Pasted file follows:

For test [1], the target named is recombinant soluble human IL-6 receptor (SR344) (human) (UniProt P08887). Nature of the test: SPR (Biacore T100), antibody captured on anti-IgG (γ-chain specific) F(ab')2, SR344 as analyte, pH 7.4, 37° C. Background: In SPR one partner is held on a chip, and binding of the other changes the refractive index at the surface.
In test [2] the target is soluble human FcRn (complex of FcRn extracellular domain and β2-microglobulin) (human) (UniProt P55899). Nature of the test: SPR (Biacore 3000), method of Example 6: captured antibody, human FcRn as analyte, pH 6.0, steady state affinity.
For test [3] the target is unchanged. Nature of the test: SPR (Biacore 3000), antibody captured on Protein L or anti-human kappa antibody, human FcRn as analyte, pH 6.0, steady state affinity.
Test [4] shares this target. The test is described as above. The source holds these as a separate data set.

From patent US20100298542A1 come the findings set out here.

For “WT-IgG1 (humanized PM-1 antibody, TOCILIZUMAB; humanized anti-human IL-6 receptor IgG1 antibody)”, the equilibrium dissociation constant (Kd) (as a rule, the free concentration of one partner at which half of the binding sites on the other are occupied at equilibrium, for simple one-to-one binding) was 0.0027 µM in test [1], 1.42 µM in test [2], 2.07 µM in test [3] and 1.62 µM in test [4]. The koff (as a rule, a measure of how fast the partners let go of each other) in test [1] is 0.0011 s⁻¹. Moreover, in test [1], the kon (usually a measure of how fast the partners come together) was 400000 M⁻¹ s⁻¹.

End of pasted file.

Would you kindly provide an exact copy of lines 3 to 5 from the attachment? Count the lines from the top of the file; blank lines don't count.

For test [3] the target is unchanged. Nature of the test: SPR (Biacore 3000), antibody captured on Protein L or anti-human kappa antibody, human FcRn as analyte, pH 6.0, steady state affinity.
Test [4] shares this target. The test is described as above. The source holds these as a separate data set.

From patent US20100298542A1 come the findings set out here.